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The Isshin-Ryu Kata

By Wayne Wayland

Before understanding the principles of Isshinryu Kata, an in-depth knowledge of kata (form) must be understood to appreciate the real need for form.  A kata is a very formal, prearranged routine combining blocking, kicking, striking, and breathing techniques to demonstrate methods of defense, attack, and counterattack.  It is a very carefully designed sequence of fundamental karate techniques preformed in sequences in which they would be used naturally, signifying an imaginary fight against several opponents.  The fighting movements in the form are choreographed, allowing the student to express fully the basic of karate-do: speed, strength, technique, beauty, control, and perfection. 

Famous karate masters, who spent their lives seeking and developing movements that were physically and mentally acceptable (perfection), created the katas.  A great number of these masters actually used many of these techniques in life-or-death encounters.  Thus, kata has been referred to as the “Dance of Death”.

The katas are the essence of karate.  Without kata, karate would simply be the study of various fighting techniques, expressing nothing and allowing for no artist development.  The katas are the concentrated wisdom, understanding, and experience of these masters translated into rhythm movement.

As a beginner, the first katas are very basic, becoming harder as the student progresses.  The katas combine the majority of karate techniques into this continuous routine that will greatly improve the student’s condition.   Kata training also teaches students self-discipline because of the dedication it takes to learn and perfect its movements.  The perfection of kata leads to the mastery of basic technique, which builds a physical and mental toughest, that allows complete control of all parts of the body.

While practicing kata, the mind as well as the body is exercised by mentally visualizing all opponents, their actions and reactions.  The student must be aware of adversaries, confronting each individually and collectively and providing undivided attention to the immediate situation.   Each kata must be dissected and each individual move must be analyzed as to its bunki, remembering there is no wasted motion and each movement has a specific purpose and meaning.  The student must understand that each technique may utilize several different meanings that are adaptable to many different situations.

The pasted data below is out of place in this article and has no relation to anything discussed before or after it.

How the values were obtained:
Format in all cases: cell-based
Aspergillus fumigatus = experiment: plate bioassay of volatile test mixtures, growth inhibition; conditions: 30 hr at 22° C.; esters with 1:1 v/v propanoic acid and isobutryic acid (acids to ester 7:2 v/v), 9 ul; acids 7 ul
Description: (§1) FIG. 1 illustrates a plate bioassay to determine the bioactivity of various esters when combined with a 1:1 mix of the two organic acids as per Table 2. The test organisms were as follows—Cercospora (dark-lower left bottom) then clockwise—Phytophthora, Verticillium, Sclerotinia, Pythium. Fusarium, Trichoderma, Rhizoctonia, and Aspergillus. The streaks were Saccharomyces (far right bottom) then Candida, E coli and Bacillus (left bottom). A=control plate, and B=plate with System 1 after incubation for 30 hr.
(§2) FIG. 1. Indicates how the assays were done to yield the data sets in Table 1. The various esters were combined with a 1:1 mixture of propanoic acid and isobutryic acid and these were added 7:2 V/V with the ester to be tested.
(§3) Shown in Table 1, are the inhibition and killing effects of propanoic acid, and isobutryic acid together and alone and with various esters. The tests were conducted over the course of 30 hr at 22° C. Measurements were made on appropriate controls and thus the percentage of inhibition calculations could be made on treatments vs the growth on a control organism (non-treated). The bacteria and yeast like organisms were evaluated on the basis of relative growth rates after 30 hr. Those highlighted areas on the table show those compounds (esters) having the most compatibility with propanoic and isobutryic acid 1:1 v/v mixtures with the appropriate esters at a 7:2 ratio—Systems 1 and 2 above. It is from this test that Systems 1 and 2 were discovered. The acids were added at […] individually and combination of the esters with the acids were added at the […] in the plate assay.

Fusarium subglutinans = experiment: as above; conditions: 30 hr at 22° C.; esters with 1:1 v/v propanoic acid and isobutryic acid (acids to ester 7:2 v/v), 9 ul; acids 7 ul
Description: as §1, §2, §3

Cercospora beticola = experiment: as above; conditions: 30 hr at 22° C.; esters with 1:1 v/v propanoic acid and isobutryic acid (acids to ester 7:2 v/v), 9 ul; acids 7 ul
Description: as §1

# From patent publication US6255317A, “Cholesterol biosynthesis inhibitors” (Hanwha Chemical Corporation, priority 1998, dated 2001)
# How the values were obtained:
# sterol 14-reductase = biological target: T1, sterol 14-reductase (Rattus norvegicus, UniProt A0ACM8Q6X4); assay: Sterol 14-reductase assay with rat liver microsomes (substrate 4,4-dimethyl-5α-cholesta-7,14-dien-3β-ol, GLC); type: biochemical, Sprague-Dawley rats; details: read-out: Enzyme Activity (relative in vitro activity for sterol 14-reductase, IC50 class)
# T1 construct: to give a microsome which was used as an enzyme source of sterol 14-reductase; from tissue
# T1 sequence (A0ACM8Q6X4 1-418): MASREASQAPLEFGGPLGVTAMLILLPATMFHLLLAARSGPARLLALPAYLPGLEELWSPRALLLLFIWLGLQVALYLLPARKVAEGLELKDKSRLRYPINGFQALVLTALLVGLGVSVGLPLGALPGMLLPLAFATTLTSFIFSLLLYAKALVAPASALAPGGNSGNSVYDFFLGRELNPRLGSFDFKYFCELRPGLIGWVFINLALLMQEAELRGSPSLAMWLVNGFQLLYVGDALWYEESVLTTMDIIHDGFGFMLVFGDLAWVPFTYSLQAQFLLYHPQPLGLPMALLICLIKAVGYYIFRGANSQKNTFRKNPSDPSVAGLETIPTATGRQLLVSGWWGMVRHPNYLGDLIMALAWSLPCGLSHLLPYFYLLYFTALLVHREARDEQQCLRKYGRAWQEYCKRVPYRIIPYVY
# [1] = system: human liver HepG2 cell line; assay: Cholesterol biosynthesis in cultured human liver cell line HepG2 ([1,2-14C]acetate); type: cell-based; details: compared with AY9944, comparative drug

While practicing Isshinryu Kata:

1.                  Remember each kata begins and ends in peace (hence the bow)

2.                  Remember each kata starts (first technique) with a block or defensive move, because karate is for self-defense.

3.                  Try to comprehend the purpose of each movement.

4.                  Visualize each opponent.

5.                  Eliminate jerky movements and flow from one technique to another.

6.                  Breath correctly at all times.

7.                  Maintain the kata lines and patterns.

8.                  Maintain proper eye contact.

9.                  If in doubt, ASK!

Finally, as you perfect your kata you will realize a sense of enlightenment and the techniques will flow as they were performing themselves.  And, when you reach pure perfection observers will see your enemies falling as you perform and when you finish, relax and look around you’ll see bodies.



 Copyright © 2003 Wayland's Isshin-Ryu Karate-Do, LLC


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